Iâ€™ve got a friend who regularly asks me about where he can find a game like Age of Empires. Every time, I have to disappoint him by saying thereâ€™s no perfect alternative, and point him towards a free-to-play game that tries to offer such values. As a new release from some of the minds behind the Age of Empires series, I had high hopes for The Incorruptibles – Knights of the Realm. But while itâ€™s pretty fun, Iâ€™ll still be in a fairly similar situation when I see him next. This is a real-time strategy game with similarities to Microsoftâ€™s beloved series, but it still doesnâ€™t quite hit the spot.
You control a clan of heroes out to defeat the evil Corrupted. Easing you in gently, youâ€™re quickly taught that thereâ€™s more to this game than just duking it out. You expand a kingdom (or base of sorts) through leveling up buildings in a familiar Clash of Clans kind of way. Fortunately early timers are fairly generous, but youâ€™ll soon be slowed down by the passage of time, having to wait it out to enjoy some of your base’s more considerable improvements. With no energy system to speak of, this is where The Incorruptibles – Knights of the Realm seeks to slow your progress a touch.
That lack of energy system means thereâ€™s almost alwaysÂ something for you to do, with a varied selection of missions to partake in, fightsÂ against enemy soldiers, as well as with the option to delve into PvP. Indeed, The Incorruptibles – Knights of the Realm encourages you to fight as much as possible, rewarding you with resources that can then be used to upgrade weaponry and equipment through a simple crafting system.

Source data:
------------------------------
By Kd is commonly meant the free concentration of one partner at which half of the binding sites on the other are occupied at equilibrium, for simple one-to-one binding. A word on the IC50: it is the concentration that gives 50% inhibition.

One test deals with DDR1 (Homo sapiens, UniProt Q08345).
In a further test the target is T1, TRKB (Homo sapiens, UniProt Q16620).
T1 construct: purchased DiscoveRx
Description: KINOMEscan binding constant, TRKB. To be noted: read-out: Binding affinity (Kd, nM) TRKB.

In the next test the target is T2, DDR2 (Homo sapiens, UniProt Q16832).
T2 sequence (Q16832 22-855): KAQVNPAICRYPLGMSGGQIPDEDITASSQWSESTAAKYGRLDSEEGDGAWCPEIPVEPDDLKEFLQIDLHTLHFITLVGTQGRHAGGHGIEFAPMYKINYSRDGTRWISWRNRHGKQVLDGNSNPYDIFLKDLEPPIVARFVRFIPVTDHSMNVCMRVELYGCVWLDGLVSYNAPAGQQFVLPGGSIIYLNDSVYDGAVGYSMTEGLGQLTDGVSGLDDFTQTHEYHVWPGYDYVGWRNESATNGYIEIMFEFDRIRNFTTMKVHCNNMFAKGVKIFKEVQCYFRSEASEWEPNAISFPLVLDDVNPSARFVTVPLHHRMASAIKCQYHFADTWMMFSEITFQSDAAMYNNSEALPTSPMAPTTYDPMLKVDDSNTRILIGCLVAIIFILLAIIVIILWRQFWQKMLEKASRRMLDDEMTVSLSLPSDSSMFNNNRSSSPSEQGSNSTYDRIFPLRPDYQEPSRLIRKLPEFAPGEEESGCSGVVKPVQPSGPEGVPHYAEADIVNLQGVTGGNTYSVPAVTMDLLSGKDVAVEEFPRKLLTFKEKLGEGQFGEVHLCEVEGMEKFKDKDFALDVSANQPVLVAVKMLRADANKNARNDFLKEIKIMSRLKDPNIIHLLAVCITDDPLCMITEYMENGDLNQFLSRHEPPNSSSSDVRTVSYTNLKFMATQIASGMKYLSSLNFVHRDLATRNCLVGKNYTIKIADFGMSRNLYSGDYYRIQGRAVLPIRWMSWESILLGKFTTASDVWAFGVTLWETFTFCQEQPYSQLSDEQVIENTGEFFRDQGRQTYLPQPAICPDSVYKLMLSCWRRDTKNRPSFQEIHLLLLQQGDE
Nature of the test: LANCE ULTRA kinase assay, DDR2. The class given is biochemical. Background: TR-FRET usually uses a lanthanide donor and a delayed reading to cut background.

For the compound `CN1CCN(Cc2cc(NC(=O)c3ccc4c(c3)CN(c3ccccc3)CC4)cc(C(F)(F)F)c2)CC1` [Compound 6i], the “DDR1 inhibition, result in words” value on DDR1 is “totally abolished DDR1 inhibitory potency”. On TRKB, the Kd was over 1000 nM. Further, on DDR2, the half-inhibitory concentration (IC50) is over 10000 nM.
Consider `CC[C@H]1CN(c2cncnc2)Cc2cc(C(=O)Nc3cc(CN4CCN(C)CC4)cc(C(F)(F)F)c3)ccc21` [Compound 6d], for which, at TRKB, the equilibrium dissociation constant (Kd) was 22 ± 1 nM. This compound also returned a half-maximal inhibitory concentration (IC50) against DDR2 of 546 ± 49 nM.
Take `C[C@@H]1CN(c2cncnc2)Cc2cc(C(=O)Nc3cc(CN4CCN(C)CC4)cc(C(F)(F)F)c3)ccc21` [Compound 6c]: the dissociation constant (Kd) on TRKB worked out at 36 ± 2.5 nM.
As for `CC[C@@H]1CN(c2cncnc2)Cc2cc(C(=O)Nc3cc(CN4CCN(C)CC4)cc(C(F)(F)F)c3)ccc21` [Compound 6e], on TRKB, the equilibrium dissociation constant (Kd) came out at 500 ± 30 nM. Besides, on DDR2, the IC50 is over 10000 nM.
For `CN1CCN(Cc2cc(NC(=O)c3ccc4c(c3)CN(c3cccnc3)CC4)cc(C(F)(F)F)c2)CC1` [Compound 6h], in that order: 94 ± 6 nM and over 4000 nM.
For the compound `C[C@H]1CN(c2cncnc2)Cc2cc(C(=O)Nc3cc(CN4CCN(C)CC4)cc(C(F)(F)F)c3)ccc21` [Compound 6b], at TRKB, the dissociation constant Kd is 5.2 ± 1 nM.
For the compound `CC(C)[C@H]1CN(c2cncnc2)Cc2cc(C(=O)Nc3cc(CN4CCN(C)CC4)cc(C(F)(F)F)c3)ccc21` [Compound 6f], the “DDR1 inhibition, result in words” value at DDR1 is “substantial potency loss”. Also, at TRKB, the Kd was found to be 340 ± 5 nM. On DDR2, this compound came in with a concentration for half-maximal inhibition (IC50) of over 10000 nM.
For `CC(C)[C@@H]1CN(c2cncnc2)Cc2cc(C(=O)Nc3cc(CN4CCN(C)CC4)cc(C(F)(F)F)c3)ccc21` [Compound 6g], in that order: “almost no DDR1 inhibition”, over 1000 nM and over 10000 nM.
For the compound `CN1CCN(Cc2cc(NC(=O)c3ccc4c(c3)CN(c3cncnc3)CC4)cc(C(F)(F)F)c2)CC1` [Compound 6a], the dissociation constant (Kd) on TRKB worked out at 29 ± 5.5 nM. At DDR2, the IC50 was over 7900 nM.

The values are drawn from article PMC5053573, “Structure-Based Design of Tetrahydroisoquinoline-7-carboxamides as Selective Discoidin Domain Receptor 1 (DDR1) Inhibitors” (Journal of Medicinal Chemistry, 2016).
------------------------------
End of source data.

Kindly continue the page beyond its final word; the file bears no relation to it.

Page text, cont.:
The meat to this tale stems from combat, and itâ€™s a suitably appealing mix of typical RTS and Age of Empires style gathering. You have a base from which you can deploy villagers to gather food, wood, or stone to put towards new upgrades. Most importantly, you can upgrade your base to open up new units. Safety in numbers is everything, whether youâ€™re defending your farms or attacking an enemy base. You can control units individually, giving you a fair amount of power over what you can do, although donâ€™t expect it to be easy.
The Incorruptibles – Knights of the Realm soon ramps up the difficulty level, presumably in an effort to control grinding through levels, as well as enticing you into spending real money to gain an advantage. You donâ€™t have to, but itâ€™s clear that itâ€™ll make things easier for you.
Thatâ€™s one of the letdowns for this somewhat ambitious title. It soon wanders into more Clash of Clans-style sensibilities than continuing to embrace that early Age of Empires feeling. It remains quite fun at times, especially when you become part of a guild and work with others, but this gameâ€™s roots are still firmly entrenched inÂ a moreÂ casual appeal.
Youâ€™ll find yourself wishing that levels lasted longer than their brief few minutes, orÂ that you could spend more time developing your base or exploring the map, rather than creating stopgaps before you swarm the enemy. Instead you’ll use the same strategies over and over again and still succeed.
Thatâ€™s a shame, especially when The Incorruptibles – Knights of the Realm is so nearly the Age of Empires game weâ€™ve all been waiting for. As it stands itâ€™s a reasonable substitute, but it remains merely a substitute that you dip into for a spare ten minute session rather than something that will grab you for a significant length of time. For a more fully fledged alternative to Clash of Clans though, it’s not hard to see theÂ appeal.